If you're convinced that your lawn is in need of aeration, here are some lawn care tips on how to do it:
- Before you get started, make sure the soil is moist enough. There's nothing more frustrating than trying to aerate soil that is bone dry. Aerating the day after a rain shower or watering your lawn the day before is advised.
- Most aeration machines cover only a small percentage of soil surface per pass, so make multiple passes over the most compacted areas. Save resources (and your energy) by leaving unaffected areas alone
- The excavated soil plugs should be allowed to dry and then broken up to give your lawn a uniform, clean appearance. Break them up by running them over with a lawn mower or pounding them with the back of a rake. (Your lawn mower blade may need to be sharpened after breaking up the plugs.)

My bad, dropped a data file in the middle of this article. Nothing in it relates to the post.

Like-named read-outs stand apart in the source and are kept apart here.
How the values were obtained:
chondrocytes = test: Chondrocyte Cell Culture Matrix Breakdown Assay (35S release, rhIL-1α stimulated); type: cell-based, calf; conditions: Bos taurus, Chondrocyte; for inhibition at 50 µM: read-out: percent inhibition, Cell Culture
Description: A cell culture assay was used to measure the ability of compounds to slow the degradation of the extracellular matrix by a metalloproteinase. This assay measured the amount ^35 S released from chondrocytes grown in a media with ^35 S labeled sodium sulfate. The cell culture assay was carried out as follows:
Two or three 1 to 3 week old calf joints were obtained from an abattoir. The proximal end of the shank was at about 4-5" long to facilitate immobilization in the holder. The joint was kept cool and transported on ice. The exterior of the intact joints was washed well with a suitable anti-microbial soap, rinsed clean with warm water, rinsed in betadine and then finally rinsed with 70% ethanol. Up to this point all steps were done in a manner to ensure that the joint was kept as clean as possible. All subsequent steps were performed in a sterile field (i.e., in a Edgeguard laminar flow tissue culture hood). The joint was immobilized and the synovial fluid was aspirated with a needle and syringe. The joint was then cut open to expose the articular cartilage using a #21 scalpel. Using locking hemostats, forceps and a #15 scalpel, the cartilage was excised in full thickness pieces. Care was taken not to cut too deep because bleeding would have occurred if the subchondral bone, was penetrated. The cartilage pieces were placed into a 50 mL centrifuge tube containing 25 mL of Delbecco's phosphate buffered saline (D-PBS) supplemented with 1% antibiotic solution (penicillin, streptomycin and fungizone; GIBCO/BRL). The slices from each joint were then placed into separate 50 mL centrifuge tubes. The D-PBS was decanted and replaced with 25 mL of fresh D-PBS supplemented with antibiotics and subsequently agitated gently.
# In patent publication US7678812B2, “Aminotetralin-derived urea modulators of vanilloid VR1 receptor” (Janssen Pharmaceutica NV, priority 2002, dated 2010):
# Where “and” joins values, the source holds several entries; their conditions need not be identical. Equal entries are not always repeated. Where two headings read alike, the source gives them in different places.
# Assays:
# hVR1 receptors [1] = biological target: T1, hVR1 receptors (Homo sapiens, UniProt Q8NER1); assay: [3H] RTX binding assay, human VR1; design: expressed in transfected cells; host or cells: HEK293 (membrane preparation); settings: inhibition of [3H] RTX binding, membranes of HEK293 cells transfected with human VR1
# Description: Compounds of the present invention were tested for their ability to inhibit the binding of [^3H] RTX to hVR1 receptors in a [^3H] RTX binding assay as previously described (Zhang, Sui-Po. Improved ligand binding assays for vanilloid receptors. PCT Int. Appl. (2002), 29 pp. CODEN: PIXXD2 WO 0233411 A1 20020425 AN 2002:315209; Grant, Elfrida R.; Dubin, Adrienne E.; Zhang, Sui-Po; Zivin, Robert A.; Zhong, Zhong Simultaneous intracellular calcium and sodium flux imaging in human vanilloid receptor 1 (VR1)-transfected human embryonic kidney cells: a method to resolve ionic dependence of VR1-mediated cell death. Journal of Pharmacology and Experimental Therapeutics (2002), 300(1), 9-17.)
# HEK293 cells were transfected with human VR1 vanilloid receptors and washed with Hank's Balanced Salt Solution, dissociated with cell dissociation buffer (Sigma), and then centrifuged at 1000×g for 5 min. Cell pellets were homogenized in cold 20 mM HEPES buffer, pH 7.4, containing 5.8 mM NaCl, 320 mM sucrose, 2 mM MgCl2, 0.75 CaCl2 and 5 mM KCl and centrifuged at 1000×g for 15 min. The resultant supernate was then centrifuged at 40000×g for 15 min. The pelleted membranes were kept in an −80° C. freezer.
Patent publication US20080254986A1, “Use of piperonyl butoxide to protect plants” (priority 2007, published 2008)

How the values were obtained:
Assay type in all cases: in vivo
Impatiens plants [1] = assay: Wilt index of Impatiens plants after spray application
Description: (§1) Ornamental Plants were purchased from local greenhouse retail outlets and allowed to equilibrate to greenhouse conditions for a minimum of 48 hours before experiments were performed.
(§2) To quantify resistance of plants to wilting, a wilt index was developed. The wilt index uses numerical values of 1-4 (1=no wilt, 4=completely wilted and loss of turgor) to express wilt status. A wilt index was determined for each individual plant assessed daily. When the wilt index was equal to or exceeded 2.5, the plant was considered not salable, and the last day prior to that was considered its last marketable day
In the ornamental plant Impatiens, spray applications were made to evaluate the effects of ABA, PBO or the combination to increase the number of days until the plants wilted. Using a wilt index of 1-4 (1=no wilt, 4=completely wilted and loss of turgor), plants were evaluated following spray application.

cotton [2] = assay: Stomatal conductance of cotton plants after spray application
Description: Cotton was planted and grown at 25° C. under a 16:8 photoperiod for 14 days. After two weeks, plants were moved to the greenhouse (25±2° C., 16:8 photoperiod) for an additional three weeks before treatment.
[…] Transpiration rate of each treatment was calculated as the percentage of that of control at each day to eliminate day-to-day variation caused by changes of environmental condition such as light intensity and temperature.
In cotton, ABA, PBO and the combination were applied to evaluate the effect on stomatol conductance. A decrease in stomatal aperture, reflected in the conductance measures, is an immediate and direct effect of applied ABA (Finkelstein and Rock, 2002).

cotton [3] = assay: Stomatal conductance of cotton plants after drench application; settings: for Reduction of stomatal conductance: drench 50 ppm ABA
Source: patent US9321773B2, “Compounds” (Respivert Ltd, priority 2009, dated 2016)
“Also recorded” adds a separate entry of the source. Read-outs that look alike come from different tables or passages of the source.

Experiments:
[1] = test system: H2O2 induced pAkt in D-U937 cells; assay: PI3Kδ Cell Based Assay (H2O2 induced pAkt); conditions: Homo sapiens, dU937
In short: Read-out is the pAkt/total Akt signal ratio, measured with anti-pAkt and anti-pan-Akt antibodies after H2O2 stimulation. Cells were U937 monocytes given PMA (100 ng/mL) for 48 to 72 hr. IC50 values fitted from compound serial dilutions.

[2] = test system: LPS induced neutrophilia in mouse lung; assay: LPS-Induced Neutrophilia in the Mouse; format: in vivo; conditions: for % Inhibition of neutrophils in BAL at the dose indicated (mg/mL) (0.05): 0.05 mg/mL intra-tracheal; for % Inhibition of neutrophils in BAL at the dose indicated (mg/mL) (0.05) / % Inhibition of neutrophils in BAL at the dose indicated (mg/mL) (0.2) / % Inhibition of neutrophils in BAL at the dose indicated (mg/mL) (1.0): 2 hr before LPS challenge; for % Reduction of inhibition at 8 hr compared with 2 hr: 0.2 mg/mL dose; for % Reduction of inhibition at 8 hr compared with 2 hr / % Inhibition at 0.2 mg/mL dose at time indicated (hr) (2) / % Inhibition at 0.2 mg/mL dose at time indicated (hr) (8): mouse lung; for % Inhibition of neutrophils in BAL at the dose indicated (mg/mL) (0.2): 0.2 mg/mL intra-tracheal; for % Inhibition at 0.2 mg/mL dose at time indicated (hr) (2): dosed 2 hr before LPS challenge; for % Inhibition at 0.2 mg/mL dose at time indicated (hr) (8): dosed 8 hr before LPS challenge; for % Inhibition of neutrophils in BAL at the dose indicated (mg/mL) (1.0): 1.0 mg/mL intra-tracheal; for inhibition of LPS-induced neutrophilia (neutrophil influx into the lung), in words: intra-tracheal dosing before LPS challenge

- An aeration myth is that if you apply a pre-emergent herbicide on your lawn in the spring, aerating your lawn will destroy the herbicide "barrier." This is not true — research shows that aeration will not affect crabgrass control or weed prevention.
- After aerating, it's important to continue basic lawn care practices such as proper fertilizing, mowing and watering.
Aeration is a beneficial practice toward achieving a beautiful lawn, but most people don't realize it or understand the process. If your lawn is a candidate, make it an integral part of your lawn care regime. Your lawn will thank you for letting it breathe again.
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